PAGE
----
Researchers, from the University of Calgary, have reviewed and provided a meta-analysis of clinical trials on induction of labour to evaluate whether induction affects the risk of caesarean section in women with intact membranes (where the amniotic sac has not yet ruptured).
The rising caesarean section rates across North America and Europe continue to be a major concern for medical professionals and one factor that provides conflicting evidence and advice is induction of labour. This paper aims to address this by comparing clinical trials on induction with expectant management in pregnant women.
There were 37 Randomised Controlled Trials (RCTs) identified through online databases for analysis. There were 27 trials that included uncomplicated pregnancies (37-42 weeks gestation) and 10 covering pregnancies that were complicated with diabetes, suspected macrosomia, twins or at a high risk score for caesarean section.
Only three trials documented statistically significant differences in caesarean section rates between a policy of induction and expectant management, two reported reductions with one reporting an increase in risk.
While the remaining trials reported non-significant differences in caesarean section rates, based on further analysis of the combined results the researchers suggest the overall caesarean section risk was lower by approximately 17% with induction of labour. This further meta-analysis of 31 trials determined that a policy of induction was associated with a moderate but statistically significant reduction in the risk of caesarean section compared to expectant management.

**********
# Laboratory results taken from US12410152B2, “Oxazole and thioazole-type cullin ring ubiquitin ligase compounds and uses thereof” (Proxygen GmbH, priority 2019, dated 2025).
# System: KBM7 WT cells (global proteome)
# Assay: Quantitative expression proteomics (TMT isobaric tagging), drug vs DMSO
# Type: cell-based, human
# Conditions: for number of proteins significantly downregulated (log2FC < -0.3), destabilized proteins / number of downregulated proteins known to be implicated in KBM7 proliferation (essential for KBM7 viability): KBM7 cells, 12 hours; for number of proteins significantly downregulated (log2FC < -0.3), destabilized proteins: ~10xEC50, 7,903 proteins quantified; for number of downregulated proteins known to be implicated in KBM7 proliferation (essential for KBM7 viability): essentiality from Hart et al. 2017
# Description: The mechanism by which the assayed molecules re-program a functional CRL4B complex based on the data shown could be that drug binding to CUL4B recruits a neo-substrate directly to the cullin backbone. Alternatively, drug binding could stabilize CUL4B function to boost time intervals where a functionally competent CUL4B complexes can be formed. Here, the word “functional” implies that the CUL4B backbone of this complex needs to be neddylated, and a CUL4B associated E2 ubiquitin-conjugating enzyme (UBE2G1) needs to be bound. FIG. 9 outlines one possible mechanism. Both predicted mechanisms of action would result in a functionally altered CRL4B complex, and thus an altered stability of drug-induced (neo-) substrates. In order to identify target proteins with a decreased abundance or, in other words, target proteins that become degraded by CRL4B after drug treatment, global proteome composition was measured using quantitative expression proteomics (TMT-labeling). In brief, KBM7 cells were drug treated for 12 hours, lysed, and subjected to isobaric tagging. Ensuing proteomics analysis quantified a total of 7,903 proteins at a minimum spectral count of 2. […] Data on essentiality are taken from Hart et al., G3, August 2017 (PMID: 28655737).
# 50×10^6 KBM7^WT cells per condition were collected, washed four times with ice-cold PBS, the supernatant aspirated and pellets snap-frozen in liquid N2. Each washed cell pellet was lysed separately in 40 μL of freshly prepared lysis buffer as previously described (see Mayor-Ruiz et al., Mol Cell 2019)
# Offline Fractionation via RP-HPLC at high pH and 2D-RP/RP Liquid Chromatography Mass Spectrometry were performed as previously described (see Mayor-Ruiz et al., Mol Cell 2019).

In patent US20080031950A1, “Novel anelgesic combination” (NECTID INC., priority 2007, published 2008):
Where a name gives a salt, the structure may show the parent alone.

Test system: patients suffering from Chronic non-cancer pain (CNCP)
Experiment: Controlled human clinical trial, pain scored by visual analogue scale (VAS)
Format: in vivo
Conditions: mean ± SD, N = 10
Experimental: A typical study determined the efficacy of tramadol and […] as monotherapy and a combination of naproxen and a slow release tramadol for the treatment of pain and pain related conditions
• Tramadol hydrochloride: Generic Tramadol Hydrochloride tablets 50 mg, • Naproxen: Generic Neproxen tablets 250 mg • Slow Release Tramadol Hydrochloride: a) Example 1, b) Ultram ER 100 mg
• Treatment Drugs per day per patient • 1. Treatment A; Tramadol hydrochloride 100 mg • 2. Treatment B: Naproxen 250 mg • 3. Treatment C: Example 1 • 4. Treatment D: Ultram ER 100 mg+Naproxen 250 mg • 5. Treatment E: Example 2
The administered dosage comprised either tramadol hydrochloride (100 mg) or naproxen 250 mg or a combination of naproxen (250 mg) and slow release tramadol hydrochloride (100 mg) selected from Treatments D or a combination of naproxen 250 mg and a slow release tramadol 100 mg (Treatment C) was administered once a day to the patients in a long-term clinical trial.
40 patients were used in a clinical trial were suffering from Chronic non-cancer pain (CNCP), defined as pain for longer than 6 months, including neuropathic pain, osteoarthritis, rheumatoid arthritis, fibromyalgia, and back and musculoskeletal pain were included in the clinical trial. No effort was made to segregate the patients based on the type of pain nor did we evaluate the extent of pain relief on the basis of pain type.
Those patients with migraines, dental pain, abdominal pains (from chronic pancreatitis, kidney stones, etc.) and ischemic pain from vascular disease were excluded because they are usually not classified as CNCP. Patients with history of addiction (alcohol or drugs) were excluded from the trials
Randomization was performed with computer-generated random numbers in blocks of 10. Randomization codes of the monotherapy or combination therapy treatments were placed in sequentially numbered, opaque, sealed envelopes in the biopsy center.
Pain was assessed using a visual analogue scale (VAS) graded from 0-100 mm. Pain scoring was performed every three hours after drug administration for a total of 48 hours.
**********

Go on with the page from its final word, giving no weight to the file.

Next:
The authors conclude that further clinical trials are needed to look at elective induction for women at a high risk of caesarean section.
Stephen Wood, Department of Obstetrics and Gynaecology, University of Calgary and co-author of the paper, said:
“Induction of labour is one of the most common interventions in obstetrics and it is widely held that limiting induction will reduce caesarean section rates. Our analysis suggests that this may not be the case.
“However, it should be noted that the differences in caesarean section risk may have occurred due to factors other than induction and that more trials are needed to address whether labour induction would benefit women at high risk for caesarean section such as older or obese mothers.”
Mike Marsh, BJOG Deputy-Editor-in-Chief added:
“Recent literature on induction of labour and its effects on the risk of caesarean section is conflicting.
“Induction of labour is performed for a number of reasons, some because of a condition that puts the mother and fetus at immediate risk, but in some women the condition is less severe and the immediate risk is less.
“Clinicians’ concerns about fetal and maternal wellbeing may increase the risk of caesarean section during an induction. In some women not inducing labour and waiting until a condition becomes worse may increase this concern and the risk of caesarean section in labour.
“This is a high quality review that managed to analyse studies of induction of labour for a broad range of conditions. It suggests that induction does not always lead to an increase in caesarean section rates, and should prompt further studies of the effects of induction on caesarean section rates in the management of each specific condition.”
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Please include a link to the paper in online coverage: http://dx.doi.org/10.1111/1471-0528.12328
Stephen Wood, Stephanie Cooper, Sue Ross. Does induction of labour increase the risk of caesarean section? A systematic review and meta-analysis of trials in women with intact membranes. BJOG 2013 http://dx.doi.org/10.1111/1471-0528.12328